Book Review: Theology of the Built Environment

Gorringe, Timothy J. 2002. Theology of the Built Environment: Justice, Empowerment, Redemption. Cambridge: Cambridge Univ Press.


Timothy Gorringe is St Luke’s Professor of Theological Studies in the University of Exeter, UK.  He holds degrees from Oxford and Sarum Theological College.  Gorringe is an ordained priest in the Anglican Church.  He has taught Theology at Tamil Nadu Theological Seminary, St John’s College, Oxford, University of St Andrews, and the University of Exeter.  Gorringes’ academic interests and writings include connections between theology, culture, art, sociology, criminal justice, economics, and politics, as well as the theology of Karl Barth.  A member of the Iona Community, he has authored several books including God’s Just Vengeance: Crime, Violence and the Rhetoric of Salvation and Furthering Humanity: A Theology of Culture.

The thesis of this book is that the built environment relates to every area of Christian ethics, and only a Trinitarian ethic, an ethic of creation, reconciliation, and redemption, is adequate to explore it (:5).

Gorringe argues his thesis by connecting our experience of space with theology, or our thinking about God.  He does this through a Trinitarian lens.  Gorringe then addresses several major themes critical to our understanding of the “built environment” and how we see these themes in light of the reality of a Trinitarian God.  The first theme is ownership of land, the biblical presentation of this theme, and its significance in an unjust world.  This leads to a look at human dwelling, followed by a theological reflection on the ancient themes of town and countryside and a search for the meaning of city in the Scriptures.  Gorringe then examines the built environment and its influence in art as a shaper of community, and finally finishes his argument by reflecting on our responsibilities as builders, planners, and members of society.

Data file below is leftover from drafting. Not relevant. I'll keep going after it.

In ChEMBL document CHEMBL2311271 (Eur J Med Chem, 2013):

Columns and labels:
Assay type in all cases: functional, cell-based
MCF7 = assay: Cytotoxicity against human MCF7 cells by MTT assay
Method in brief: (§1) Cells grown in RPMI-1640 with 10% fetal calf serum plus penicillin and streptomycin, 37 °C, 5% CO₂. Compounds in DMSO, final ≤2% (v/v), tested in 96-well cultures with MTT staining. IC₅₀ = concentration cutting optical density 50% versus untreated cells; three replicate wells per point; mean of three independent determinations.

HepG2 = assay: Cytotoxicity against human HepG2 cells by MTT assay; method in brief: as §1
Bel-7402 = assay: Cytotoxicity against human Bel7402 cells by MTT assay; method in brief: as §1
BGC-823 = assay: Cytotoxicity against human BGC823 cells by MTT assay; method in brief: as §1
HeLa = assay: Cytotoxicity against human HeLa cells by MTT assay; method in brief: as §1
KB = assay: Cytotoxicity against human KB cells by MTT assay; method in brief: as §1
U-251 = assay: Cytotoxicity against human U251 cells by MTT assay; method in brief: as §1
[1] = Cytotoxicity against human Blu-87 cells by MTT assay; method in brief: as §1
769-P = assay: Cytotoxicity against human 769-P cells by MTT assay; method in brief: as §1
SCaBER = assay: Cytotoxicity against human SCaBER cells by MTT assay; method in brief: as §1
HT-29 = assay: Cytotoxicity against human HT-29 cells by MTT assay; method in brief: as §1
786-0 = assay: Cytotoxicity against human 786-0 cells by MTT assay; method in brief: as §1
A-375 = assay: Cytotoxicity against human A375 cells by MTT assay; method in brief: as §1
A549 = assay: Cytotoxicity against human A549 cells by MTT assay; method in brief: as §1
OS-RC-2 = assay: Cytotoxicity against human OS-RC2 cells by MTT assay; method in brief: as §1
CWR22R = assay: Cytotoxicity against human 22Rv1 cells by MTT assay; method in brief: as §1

Gorringe has written an intriguing account that takes a deep look at the reality of life that we find at the beginning of this twenty-first century.  His insight, gained from a breath of sources, hold significant seeds of wisdom for the church as we experience discontinuous change and the anxiety that such change initiates.  Gorringe makes a strong argument in this book that our God is a God of relevance, intimacy, and community and that such a God requires an understanding of God…a theology, which embraces every aspect of life so that the people of God can in turn embrace every aspect of life. 

Gorringe points out the influence of Plato on theology, “…theology has often been drawn to abstraction, nourished by Platonic conviction of the superiority of the spiritual to the material” (:27).  This influence is critical because it allows us to discount the reality of our physical life and presence on earth as not being import or intrinsically connected to spiritual reconciliation and redemption.  This dualism can be seen manifest in the rejection of ministries focused on physical/material causes or needs.  We place the Spirit on a pedestal of critical importance while we ignore the everyday realities of life in a physical body, sickness, work, death, isolation, as secondary.  Worse when we tie spiritual health to physical heath and prosperity. 

Yet, the power of the gospel is the fact that God is Triune, the creator of all there is, the reconciler of all created, and the redeemer of all created.  God created us in this Triune image, and we are therefore bound to each other in community apart from which we are not whole as intended.  Such an understanding of God requires us to reexamine the dualism that many Christians teach.  Gorringe reminds us that it also requires a critical look at the space that we have created to teach our theology and live out our lives in community.  Space (physical, relational, communal) matters and a look at our configurations of “space” can help us determine our biases and assumptions.  We can begin to answer questions such as, “Do we have a Christian ideology, or do we have a dynamic relationship with a living God who is at core, community?

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